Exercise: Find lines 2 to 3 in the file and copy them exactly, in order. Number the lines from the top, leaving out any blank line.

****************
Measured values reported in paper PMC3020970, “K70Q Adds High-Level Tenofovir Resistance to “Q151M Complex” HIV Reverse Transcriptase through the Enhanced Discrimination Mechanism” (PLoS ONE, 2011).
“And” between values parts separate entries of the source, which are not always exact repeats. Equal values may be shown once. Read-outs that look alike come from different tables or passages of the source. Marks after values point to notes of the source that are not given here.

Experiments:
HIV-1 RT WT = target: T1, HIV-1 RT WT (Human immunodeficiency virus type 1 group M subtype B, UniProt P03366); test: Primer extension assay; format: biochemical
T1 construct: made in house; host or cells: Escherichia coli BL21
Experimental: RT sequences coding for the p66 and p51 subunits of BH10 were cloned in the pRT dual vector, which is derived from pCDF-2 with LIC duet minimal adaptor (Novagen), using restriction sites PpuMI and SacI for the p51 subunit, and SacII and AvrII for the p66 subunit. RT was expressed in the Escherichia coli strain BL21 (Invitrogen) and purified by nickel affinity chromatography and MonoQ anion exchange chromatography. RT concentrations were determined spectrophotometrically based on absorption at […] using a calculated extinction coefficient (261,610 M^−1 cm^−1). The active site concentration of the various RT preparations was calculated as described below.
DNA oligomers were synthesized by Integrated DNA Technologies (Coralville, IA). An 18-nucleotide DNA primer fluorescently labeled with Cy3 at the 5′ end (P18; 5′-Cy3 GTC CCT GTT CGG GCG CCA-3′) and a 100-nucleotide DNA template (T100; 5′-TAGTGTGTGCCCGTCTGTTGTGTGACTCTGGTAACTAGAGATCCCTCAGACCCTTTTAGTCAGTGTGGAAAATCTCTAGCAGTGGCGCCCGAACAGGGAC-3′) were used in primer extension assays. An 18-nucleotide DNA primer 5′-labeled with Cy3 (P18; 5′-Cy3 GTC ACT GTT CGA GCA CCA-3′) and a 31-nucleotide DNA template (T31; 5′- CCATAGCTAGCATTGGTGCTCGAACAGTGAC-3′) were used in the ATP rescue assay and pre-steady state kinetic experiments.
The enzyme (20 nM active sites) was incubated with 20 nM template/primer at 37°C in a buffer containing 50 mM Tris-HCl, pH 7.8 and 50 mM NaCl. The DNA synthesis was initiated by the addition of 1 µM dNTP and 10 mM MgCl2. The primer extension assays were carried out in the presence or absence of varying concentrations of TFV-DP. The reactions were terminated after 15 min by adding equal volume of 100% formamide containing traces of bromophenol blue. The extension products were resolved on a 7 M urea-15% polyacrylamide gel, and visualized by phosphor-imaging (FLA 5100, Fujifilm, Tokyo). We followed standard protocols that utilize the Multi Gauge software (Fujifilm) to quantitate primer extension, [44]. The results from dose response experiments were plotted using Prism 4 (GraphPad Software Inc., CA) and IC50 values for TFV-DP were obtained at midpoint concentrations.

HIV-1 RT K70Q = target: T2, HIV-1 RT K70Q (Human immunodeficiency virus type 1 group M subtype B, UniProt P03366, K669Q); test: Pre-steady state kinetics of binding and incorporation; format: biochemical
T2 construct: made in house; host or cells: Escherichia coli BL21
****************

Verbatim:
“And” between values parts separate entries of the source, which are not always exact repeats. Equal values may be shown once. Read-outs that look alike come from different tables or passages of the source. Marks after values point to notes of the source that are not given here.

Experiments: